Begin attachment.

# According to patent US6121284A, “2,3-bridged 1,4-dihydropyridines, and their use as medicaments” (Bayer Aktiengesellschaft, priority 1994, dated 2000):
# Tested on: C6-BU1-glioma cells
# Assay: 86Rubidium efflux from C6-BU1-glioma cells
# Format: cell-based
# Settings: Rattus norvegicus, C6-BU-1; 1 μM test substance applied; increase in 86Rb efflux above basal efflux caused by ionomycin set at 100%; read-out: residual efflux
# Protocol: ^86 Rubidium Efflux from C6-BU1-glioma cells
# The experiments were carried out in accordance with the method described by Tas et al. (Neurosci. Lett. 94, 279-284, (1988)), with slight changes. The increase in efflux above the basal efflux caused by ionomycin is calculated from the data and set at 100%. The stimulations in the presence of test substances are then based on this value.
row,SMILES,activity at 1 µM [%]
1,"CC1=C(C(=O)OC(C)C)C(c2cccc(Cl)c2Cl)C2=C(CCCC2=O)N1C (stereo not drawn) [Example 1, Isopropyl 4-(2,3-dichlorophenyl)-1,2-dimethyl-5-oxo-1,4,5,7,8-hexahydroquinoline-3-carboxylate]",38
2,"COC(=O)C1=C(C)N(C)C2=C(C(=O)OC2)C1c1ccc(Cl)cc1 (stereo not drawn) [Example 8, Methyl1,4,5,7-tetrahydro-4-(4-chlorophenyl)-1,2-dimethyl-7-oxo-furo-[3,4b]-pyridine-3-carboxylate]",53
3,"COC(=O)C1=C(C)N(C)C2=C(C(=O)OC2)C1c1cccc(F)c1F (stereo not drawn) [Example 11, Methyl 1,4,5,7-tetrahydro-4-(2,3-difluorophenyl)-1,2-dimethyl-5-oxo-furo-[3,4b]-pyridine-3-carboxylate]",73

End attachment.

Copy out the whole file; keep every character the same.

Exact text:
# According to patent US6121284A, “2,3-bridged 1,4-dihydropyridines, and their use as medicaments” (Bayer Aktiengesellschaft, priority 1994, dated 2000):
# Tested on: C6-BU1-glioma cells
# Assay: 86Rubidium efflux from C6-BU1-glioma cells
# Format: cell-based
# Settings: Rattus norvegicus, C6-BU-1; 1 μM test substance applied; increase in 86Rb efflux above basal efflux caused by ionomycin set at 100%; read-out: residual efflux
# Protocol: ^86 Rubidium Efflux from C6-BU1-glioma cells
# The experiments were carried out in accordance with the method described by Tas et al. (Neurosci. Lett. 94, 279-284, (1988)), with slight changes. The increase in efflux above the basal efflux caused by ionomycin is calculated from the data and set at 100%. The stimulations in the presence of test substances are then based on this value.
row,SMILES,activity at 1 µM [%]
1,"CC1=C(C(=O)OC(C)C)C(c2cccc(Cl)c2Cl)C2=C(CCCC2=O)N1C (stereo not drawn) [Example 1, Isopropyl 4-(2,3-dichlorophenyl)-1,2-dimethyl-5-oxo-1,4,5,7,8-hexahydroquinoline-3-carboxylate]",38
2,"COC(=O)C1=C(C)N(C)C2=C(C(=O)OC2)C1c1ccc(Cl)cc1 (stereo not drawn) [Example 8, Methyl1,4,5,7-tetrahydro-4-(4-chlorophenyl)-1,2-dimethyl-7-oxo-furo-[3,4b]-pyridine-3-carboxylate]",53
3,"COC(=O)C1=C(C)N(C)C2=C(C(=O)OC2)C1c1cccc(F)c1F (stereo not drawn) [Example 11, Methyl 1,4,5,7-tetrahydro-4-(2,3-difluorophenyl)-1,2-dimethyl-5-oxo-furo-[3,4b]-pyridine-3-carboxylate]",73